Note: Although this installation guide is still mostly accurate, all my thoughts and reflections on the Lingo 4 have been updated in these posts: “The Lingo Saga” and “LP12MF Review: Lingo 4.” Short version: my initial Lingo 4 had a manufacturing defect. It took me a year to sort it out, but when I did, I was very pleased with what I heard — though forever turned against Linn and their shady, dishonest, unhelpful customer service.
It’s been a pretty exciting few weeks over here, what with the arrival of the Audio Desk ultrasonic cleaner and all. I’m still slowly making my way through my pile of not-yet-ultrasonic vinyl — I’ve washed a little over a hundred records now — and continue to have some pretty startling Oh-THAT’S-how-this-record-is-supposed-to-sound moments.
But I missed the process of actually installing something with the Audio Desk, which arrived fully formed. No such issue with today’s project, the Linn Lingo 4 power supply. Plenty of parts to stick together.
Ever since my original Valhalla board melted shortly after I bought my 1986 Linn LP12, I’ve used Edmund Chan’s Hercules II board in a Mose case. I have had no complaints at all. It’s been totally reliable, it plays 45rpm as well as 33.3, the box is small and out of the way, nothing ever melted, and it was cheap.
And yet for as long as I’ve been interested in LP12s, I’ve been reading about other power supplies and the immense sonic difference they can make. I’ve never really understood how this was supposed to work, though I do get that turning at exactly 33.3rpm must be better for pitch accuracy than spinning at 33.4 — and God knows I have no idea how the “speed adjustment screws” on my LP12 worked, nor how to calibrate them. And I absolutely have noticed during my second-to-second listening tests that digital and vinyl tracks have a tendency to start right together but then drift apart in time. So I was excited about the Lingo 4’s use of an optical sensor to actually track how fast the platter is moving and to make real-time adjustments.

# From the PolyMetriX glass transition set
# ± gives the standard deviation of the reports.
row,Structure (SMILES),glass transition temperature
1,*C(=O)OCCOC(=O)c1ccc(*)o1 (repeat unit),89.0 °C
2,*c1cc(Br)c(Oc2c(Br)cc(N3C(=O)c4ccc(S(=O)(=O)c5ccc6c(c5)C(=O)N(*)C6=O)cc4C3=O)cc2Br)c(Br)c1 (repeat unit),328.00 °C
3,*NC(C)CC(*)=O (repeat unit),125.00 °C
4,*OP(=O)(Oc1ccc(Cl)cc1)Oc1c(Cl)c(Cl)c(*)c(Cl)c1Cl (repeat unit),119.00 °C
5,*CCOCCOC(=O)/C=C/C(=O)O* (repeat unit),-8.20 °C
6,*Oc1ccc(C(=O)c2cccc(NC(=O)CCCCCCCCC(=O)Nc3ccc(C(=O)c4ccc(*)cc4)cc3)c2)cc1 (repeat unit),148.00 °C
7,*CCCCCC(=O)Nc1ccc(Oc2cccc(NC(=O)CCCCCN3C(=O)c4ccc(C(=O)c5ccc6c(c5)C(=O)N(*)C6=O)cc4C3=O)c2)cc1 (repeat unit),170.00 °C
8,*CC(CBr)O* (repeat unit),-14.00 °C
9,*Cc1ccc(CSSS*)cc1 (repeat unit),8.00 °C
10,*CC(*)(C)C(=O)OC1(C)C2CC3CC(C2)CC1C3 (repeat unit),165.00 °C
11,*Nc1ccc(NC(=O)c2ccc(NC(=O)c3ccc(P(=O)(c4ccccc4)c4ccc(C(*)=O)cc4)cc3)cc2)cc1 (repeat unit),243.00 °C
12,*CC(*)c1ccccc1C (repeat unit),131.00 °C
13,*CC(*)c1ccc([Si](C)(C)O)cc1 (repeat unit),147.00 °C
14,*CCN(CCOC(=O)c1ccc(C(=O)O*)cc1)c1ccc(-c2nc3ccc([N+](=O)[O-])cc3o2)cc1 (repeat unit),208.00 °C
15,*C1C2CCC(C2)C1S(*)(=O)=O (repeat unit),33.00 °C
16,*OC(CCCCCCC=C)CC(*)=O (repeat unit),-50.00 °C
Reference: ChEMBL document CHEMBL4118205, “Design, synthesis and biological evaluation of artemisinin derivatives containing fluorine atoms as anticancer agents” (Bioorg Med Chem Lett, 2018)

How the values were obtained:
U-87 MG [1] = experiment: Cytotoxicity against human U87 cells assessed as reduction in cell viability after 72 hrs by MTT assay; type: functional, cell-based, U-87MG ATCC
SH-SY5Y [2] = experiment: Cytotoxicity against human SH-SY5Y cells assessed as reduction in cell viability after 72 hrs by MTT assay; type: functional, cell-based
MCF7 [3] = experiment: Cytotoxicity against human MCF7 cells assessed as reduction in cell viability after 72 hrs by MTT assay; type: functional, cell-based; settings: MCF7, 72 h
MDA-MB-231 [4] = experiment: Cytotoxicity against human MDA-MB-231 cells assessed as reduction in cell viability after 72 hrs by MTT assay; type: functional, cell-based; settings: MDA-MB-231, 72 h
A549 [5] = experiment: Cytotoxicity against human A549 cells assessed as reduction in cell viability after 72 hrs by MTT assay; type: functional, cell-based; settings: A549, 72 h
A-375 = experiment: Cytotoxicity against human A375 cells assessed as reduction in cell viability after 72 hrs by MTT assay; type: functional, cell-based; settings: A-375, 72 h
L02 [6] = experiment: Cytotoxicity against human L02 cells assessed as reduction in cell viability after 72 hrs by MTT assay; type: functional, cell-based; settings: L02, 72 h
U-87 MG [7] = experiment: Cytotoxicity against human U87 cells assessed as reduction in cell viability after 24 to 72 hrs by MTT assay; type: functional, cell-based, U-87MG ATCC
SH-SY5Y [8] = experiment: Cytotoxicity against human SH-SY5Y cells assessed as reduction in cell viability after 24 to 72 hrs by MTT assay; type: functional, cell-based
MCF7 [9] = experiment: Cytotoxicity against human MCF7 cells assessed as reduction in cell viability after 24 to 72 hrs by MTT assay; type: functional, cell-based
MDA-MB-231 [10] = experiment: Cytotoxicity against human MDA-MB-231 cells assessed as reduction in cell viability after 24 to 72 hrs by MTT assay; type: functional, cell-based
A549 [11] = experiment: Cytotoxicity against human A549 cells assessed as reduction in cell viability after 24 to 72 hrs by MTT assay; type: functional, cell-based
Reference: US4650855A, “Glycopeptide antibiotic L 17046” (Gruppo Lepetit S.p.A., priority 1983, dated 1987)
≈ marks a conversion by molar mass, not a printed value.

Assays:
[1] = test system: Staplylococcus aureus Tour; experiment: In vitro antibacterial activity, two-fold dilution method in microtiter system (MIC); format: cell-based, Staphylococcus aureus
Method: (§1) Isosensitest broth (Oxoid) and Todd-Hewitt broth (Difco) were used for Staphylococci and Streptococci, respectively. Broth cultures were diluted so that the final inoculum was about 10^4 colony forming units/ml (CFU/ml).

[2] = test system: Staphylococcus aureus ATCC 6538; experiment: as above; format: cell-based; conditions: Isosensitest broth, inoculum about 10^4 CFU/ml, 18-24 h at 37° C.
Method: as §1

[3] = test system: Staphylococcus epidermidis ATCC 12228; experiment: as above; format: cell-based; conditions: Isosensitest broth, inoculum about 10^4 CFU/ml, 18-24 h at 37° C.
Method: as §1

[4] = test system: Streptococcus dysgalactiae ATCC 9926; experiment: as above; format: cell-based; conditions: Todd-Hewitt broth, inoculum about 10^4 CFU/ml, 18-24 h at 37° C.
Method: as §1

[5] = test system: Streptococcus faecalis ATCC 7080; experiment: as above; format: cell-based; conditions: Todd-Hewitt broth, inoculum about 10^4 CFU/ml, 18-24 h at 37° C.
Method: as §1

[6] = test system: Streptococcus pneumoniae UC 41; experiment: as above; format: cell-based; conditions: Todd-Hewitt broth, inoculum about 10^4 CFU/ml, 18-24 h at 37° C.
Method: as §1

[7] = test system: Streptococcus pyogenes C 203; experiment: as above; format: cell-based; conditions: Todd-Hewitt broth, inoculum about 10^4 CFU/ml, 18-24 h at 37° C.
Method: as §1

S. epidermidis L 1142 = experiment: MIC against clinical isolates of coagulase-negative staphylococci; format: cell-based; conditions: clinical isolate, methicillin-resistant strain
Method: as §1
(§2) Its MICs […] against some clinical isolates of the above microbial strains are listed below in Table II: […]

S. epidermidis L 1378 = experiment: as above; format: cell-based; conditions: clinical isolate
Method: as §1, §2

I also understand how a noisy or poorly isolated motor could have detrimental effects on sound quality. And I see how AC vs. DC power could make a difference. I don’t get how a DC setup like the Linn Radikal could cost $5000 ($9000 with the fancy case), but that’s another story. The AC-motor Lingo’s list price of over $2000 strikes me as pretty ridiculous, too — though the sheer insanity of the Radikal price makes it more attractive than it would otherwise be (is that Linn’s strategy here?) It also helps that one of my audiophile internet-friends — someone who has tried everything — told me that when he listened to a Radikal and Lingo 4 back to back, he could hear no difference.
But let’s not get ahead of ourselves. In a few weeks, in my next Listening Test, I’ll decide whether or not an expensive power supply like the Lingo makes a difference to the sound. For now, let’s just get it installed.
As I like to do, I did most of the boring setup work the night before. So the jig is level, the tonearm is off, the surgical gloves are ready, the clown is at attention, a cute little leaf is peeking into the frame — and we’re ready to roll. (One of the nice things about installing the power supply is that I didn’t need to remove the subchassis or re-set the suspension. Phew.)
There’s the Lingo 4 box, which I obviously didn’t buy for its beauty. I got this from someone on Canuck Audio Mart. The box had been opened, but it had never been used or installed. I got it for significantly less than the new cost — but it still wasn’t cheap.